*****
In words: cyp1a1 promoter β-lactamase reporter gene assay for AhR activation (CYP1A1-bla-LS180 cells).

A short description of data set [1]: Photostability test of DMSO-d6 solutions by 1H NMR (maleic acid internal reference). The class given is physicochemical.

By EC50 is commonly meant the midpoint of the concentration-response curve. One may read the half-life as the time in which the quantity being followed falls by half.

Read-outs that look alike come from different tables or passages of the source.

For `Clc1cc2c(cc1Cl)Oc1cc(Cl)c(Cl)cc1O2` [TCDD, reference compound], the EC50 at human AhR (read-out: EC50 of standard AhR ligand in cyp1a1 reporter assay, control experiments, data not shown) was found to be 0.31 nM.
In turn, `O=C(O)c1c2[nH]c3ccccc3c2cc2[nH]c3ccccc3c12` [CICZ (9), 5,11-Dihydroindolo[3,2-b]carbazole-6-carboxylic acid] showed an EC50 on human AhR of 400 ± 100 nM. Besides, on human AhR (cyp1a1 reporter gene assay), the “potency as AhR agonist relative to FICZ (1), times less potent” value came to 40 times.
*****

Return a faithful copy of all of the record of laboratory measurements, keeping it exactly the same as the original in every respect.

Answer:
In words: cyp1a1 promoter β-lactamase reporter gene assay for AhR activation (CYP1A1-bla-LS180 cells).

A short description of data set [1]: Photostability test of DMSO-d6 solutions by 1H NMR (maleic acid internal reference). The class given is physicochemical.

By EC50 is commonly meant the midpoint of the concentration-response curve. One may read the half-life as the time in which the quantity being followed falls by half.

Read-outs that look alike come from different tables or passages of the source.

For `Clc1cc2c(cc1Cl)Oc1cc(Cl)c(Cl)cc1O2` [TCDD, reference compound], the EC50 at human AhR (read-out: EC50 of standard AhR ligand in cyp1a1 reporter assay, control experiments, data not shown) was found to be 0.31 nM.
In turn, `O=C(O)c1c2[nH]c3ccccc3c2cc2[nH]c3ccccc3c12` [CICZ (9), 5,11-Dihydroindolo[3,2-b]carbazole-6-carboxylic acid] showed an EC50 on human AhR of 400 ± 100 nM. Besides, on human AhR (cyp1a1 reporter gene assay), the “potency as AhR agonist relative to FICZ (1), times less potent” value came to 40 times.